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By Sunrise reporter Simon Reeve
As I’ve been reminded umpteen times by my parents over the years, I was in a high chair when the family started going to the Roma restaurant, a stone’s throw from the Roundhouse at the end of High St in Fremantle.
Frank and Nella Abrugiato served lip smacking roast chicken and spaghetti that drew wharfies, businessmen, footballers and a noisy, bohemian mix of the port’s many characters.
One of the waitresses was the ever smiling Mrs Tomka. Her son Franz played for South Fremantle, which in my eight-year-old eyes made her royalty in 1969.
Long before the America’s Cup came to its shores, Fremantle was very different to the rest of Perth.
“I was a schmucko assistant producer,
he was a true football legend.”
The white and red v of my beloved South Fremantle reflected the diverse mix of the community. A Ciccotosto here, a Civich there, a smattering of Griljusich’s and a Glucina (ask Dennis Commetti about the legendary Ivan!).
Saturday during football season could never come quickly enough for me. There was the green and gold jumper of Melville to pull on early Saturday morning, match day chatter on the radio at home and then off to our permanent spot with two of my uncles at Fremantle Oval for the Bulldogs home games.
There was also Big Tezz in our vocal bunch, a tremendous character, who sported the most fantastic rug. At half time, a walk up South Terrace for a slice of Italian cheesecake and a cappuccino was integral to our ritual.
Strangely, fate had it that my parents were loyal East Fremantle followers, our great nemesis. The house of Reeve was a house divided on weekends.
1969 had been forgettable for my team, but things turned dramatically in 1970 under the guidance of the great Hassa Mann, who had come from the mythical “east” to become coach. We made the grand final against Perth. Squished against the fence on the wing at Subiaco Oval I watched mesmerised as “Cicco” kicked four goals, won the Simpson medal and swept us to a premiership. Life could get no better.
The 70’s were all over the place for South Fremantle, but those years gave me the greatest pleasure of all as a fan. The era stamped the arrival of some of the games’ great Aboriginal footballers.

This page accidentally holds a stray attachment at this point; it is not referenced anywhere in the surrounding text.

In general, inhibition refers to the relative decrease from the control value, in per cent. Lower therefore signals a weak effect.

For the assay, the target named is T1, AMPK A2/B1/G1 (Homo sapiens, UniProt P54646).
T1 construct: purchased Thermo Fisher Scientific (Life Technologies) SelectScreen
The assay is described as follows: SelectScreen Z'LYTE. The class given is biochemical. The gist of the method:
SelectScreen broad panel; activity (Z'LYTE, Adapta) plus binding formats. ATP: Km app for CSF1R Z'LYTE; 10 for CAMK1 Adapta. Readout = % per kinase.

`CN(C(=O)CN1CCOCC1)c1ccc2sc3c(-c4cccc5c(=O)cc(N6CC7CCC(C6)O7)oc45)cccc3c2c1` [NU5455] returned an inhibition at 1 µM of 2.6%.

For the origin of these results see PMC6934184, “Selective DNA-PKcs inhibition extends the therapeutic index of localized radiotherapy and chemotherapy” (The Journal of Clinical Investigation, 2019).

The brilliant Sebastian Rioli came from Darwin in ’72 and would be followed by his brother Maurice a little later. Basil Campbell was built like a tank and could kick a torp further than anyone I’d seen, especially with the sou wester whipping in from the hospital end.
“Then there was Benny Vigona, who was a one man highlight reel.”
But my hero was Stephen Michael. He was the prototype for Adam Goodes, a gifted athlete who would ruck all day and run like a midfielder. In the modern game he’d be a half million dollar a year star, but 30 years ago he had to squeeze training and playing into his work for a transport company.
Ironically, my first WAFL grand final working in the media was watching my team fall to East Fremantle in 1979. As a cadet sports journalist with Channel Seven in Perth, I was an excited and wide eyed kid now reporting on the players I had idolised.
One of the great joys of this time was helping produce the show that had been such a huge part of my childhood, the World of Football.
I learnt a lot about live television production through those years, but the lasting memories are of the people I worked with. Two are worth special mention. Steve Marsh was a South Fremantle great in the 50’s, a tough as nails goldfields rover who went to the “big smoke” and forged an extraordinary career. Steve was a much loved panellist on the World of Football, who would always bring his dear wife Joy with him to the studios.
He’d mix his metaphors like no other, but when he spoke and shook your hand or grabbed you in a bear hug, it was all genuine Australian warmth. Steve was extremely generous in his friendship and always made me feel part of the mob. I was a schmucko assistant producer, he was a true football legend. But he was much more than a champion ex footballer, he was a gentleman, in the true sense of the word.
The other former player and panellist who made a huge impact on me was Kevin Murray.
The Fitzroy great would always go out of his way to chat, ask an opinion about something he’d said on the show or happily talk about his playing days. Kevin was quietly spoken and self effacing, but to me represented all that was good about the Australian game and indeed the Australian character.
I saw him again in the Seven studios in Melbourne last year after 25 years. He grabbed my hand with those big mitts and said Simon, love watching Sunrise, you’re doing well and so on. I thought, heck, this from a man who won a Brownlow and nine best and fairest awards for Fitzroy.
They really don’t make ‘em like Steve Marsh and Kevin Murray any more.
Sadly, Frank Abrugiato passed away some years back and the Roma restaurant is no more.
The Dockers, often like South Fremantle before them, can frustrate the hell out of their supporters, myself among them. But there’s still that amazing pasta, cheesecake and coffee up the road from Fremantle Oval, that affirms the good things in life beyond footy.
Maybe that’s our problem at Fremantle.
It’s just a game after all.
AFL – official website